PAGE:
Conference Dates

March 8-13, 2009


Ethanol can be used as a complete fuel or as an octane enhancer, and has the advantages of being renewable and environmentally friendly. Ethanol produced by a fermentation process, generally referred to as bioethanol, is considered to be a partial solution to the worldwide energy crisis. Traditionally, industrial bioethanol fermentation involves two major steps: starch hydrolysis and fermentation. Since the key microorganism, Saccharomyces cerevisiae, lacks amylolytic activity and is unable to directly utilize starch for proliferation and fermentation, it requires intensive amount of energy and pure starch hydrolyzing enzymes to gelatinize, liquefy and dextrinize the raw starch before fermentation.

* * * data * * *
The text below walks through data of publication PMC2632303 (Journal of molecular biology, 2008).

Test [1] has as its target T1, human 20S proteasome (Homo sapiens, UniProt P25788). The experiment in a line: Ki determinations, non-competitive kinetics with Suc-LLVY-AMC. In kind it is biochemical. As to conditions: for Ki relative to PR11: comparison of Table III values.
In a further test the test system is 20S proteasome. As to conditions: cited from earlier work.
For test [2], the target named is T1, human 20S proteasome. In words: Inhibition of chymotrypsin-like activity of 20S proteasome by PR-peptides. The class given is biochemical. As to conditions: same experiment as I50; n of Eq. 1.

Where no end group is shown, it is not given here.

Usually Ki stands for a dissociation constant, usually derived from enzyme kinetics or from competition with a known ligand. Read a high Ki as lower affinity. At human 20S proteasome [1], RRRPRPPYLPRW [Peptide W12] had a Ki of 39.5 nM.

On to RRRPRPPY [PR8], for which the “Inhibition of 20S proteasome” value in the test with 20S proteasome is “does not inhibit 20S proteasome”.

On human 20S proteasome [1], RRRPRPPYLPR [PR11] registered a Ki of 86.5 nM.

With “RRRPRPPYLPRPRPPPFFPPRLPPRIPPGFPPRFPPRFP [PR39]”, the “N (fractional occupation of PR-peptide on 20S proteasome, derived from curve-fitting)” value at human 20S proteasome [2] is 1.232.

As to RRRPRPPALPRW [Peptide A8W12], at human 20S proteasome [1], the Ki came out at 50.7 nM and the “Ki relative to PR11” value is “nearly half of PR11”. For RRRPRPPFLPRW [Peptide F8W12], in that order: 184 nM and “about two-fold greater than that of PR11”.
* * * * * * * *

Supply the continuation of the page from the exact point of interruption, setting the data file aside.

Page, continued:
It has been suggested that genetically engineered yeast which expresses amylolytic enzymes could potentially perform simultaneous starch hydrolysis and fermentation. This improvement could greatly reduce the capital and energy costs in current bioethanol producing plants and make bioethanol production more economical. In this project, a novel yeast strain of Saccharomyces cerevisiae was genetically engineered in such a way that barley alpha-amylase was constitutively expressed and immobilized on the yeast cell surface. This particular alpha-amylase was selected based on its superior kinetic properties and its pH optimum which is compatible with the pH of yeast culture media. The cDNA encoding barley alpha-amylase, with a secretion signal sequence, was fused to the cDNA encoding the C-terminal half of a cell wall anchoring protein, alpha-agglutinin. The fusion gene was cloned downstream of a constitutive promoter ADH1 in a yeast episomal plasmid pAMY. The constructed plasmid, pAMY, also contains ampicillin and blasticidin resistance genes for selection of the plasmid harbouring clones in E. coli and yeast, respectively. By developing a starch plate assay, in which clear haloes formed around the successful colonies on a YPD-starch agar plate after staining with iodine vapour, it was shown pAMY harbouring yeast demonstrated detectable amylolytic activity. In addition, cell suspensions of pAMY harbouring yeast were incubated with 1% soluble starch in 16 mM sodium acetate buffer, pH 4.5, 45°C. The majority of soluble starch was converted into maltose within 6 hours and alpha-amylase activity was detected only in the cell pellet fraction and not in the culture supernatant. In batch fermentation studies using 2% soluble wheat starch as sole carbon source, even though pAMY harbouring yeast was able to hydrolyse 75% of soluble starch in 160 hours under the fermentation conditions, no ethanol was produced. This was felt to be due to insufficient alpha-amylase activity which resulted from the enzyme being anchored on the cell wall by alpha-agglutinin. Also, plasmid stability of pAMY harbouring yeast without the presence of selecting antibiotics was studied during batch fermentation experiments. The results suggest that soluble starch may positively select plasmid harbouring yeast cells to stabilize the population of plasmid harbouring cells over plasmid free cells in the fermentor during prolonged batch fermentation. Further research using alternative cell surface anchoring systems are being planned to produce yeast with high ethanol yields for industrial applications.